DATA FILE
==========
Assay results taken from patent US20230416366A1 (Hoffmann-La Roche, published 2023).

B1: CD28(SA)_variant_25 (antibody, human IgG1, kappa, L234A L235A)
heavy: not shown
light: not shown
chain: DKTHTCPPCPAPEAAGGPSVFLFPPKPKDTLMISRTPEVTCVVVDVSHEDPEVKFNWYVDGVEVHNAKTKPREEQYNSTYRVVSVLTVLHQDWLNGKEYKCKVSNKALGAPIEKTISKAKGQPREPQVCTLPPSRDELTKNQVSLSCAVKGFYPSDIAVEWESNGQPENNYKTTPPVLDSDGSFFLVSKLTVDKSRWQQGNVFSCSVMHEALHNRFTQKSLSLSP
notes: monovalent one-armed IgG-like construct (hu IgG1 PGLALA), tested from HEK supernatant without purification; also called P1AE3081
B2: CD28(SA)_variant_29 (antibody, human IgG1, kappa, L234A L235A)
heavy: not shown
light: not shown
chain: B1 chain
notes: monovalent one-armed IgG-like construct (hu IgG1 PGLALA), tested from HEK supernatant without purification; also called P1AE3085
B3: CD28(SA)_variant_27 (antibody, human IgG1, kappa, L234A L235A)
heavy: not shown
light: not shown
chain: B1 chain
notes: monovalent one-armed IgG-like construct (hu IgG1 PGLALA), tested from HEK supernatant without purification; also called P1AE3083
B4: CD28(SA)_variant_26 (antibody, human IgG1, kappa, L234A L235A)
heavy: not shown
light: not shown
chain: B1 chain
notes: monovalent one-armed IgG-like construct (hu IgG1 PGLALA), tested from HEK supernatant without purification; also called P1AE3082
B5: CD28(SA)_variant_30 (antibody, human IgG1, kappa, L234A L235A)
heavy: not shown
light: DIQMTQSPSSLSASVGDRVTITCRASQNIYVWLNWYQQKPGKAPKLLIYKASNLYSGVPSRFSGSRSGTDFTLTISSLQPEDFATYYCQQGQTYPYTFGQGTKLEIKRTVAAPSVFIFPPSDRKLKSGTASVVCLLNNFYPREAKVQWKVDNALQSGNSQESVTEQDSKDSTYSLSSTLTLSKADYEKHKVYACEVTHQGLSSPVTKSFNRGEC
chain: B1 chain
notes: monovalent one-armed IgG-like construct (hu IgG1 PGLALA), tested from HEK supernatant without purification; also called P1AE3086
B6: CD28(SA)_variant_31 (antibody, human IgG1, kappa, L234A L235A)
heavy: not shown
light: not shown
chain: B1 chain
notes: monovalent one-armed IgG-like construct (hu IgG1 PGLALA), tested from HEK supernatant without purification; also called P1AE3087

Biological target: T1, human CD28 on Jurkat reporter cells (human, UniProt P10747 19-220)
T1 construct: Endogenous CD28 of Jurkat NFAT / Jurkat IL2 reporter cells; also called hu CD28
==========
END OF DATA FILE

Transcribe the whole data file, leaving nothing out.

Assay results taken from patent US20230416366A1 (Hoffmann-La Roche, published 2023).

B1: CD28(SA)_variant_25 (antibody, human IgG1, kappa, L234A L235A)
heavy: not shown
light: not shown
chain: DKTHTCPPCPAPEAAGGPSVFLFPPKPKDTLMISRTPEVTCVVVDVSHEDPEVKFNWYVDGVEVHNAKTKPREEQYNSTYRVVSVLTVLHQDWLNGKEYKCKVSNKALGAPIEKTISKAKGQPREPQVCTLPPSRDELTKNQVSLSCAVKGFYPSDIAVEWESNGQPENNYKTTPPVLDSDGSFFLVSKLTVDKSRWQQGNVFSCSVMHEALHNRFTQKSLSLSP
notes: monovalent one-armed IgG-like construct (hu IgG1 PGLALA), tested from HEK supernatant without purification; also called P1AE3081
B2: CD28(SA)_variant_29 (antibody, human IgG1, kappa, L234A L235A)
heavy: not shown
light: not shown
chain: B1 chain
notes: monovalent one-armed IgG-like construct (hu IgG1 PGLALA), tested from HEK supernatant without purification; also called P1AE3085
B3: CD28(SA)_variant_27 (antibody, human IgG1, kappa, L234A L235A)
heavy: not shown
light: not shown
chain: B1 chain
notes: monovalent one-armed IgG-like construct (hu IgG1 PGLALA), tested from HEK supernatant without purification; also called P1AE3083
B4: CD28(SA)_variant_26 (antibody, human IgG1, kappa, L234A L235A)
heavy: not shown
light: not shown
chain: B1 chain
notes: monovalent one-armed IgG-like construct (hu IgG1 PGLALA), tested from HEK supernatant without purification; also called P1AE3082
B5: CD28(SA)_variant_30 (antibody, human IgG1, kappa, L234A L235A)
heavy: not shown
light: DIQMTQSPSSLSASVGDRVTITCRASQNIYVWLNWYQQKPGKAPKLLIYKASNLYSGVPSRFSGSRSGTDFTLTISSLQPEDFATYYCQQGQTYPYTFGQGTKLEIKRTVAAPSVFIFPPSDRKLKSGTASVVCLLNNFYPREAKVQWKVDNALQSGNSQESVTEQDSKDSTYSLSSTLTLSKADYEKHKVYACEVTHQGLSSPVTKSFNRGEC
chain: B1 chain
notes: monovalent one-armed IgG-like construct (hu IgG1 PGLALA), tested from HEK supernatant without purification; also called P1AE3086
B6: CD28(SA)_variant_31 (antibody, human IgG1, kappa, L234A L235A)
heavy: not shown
light: not shown
chain: B1 chain
notes: monovalent one-armed IgG-like construct (hu IgG1 PGLALA), tested from HEK supernatant without purification; also called P1AE3087

Biological target: T1, human CD28 on Jurkat reporter cells (human, UniProt P10747 19-220)
T1 construct: Endogenous CD28 of Jurkat NFAT / Jurkat IL2 reporter cells; also called hu CD28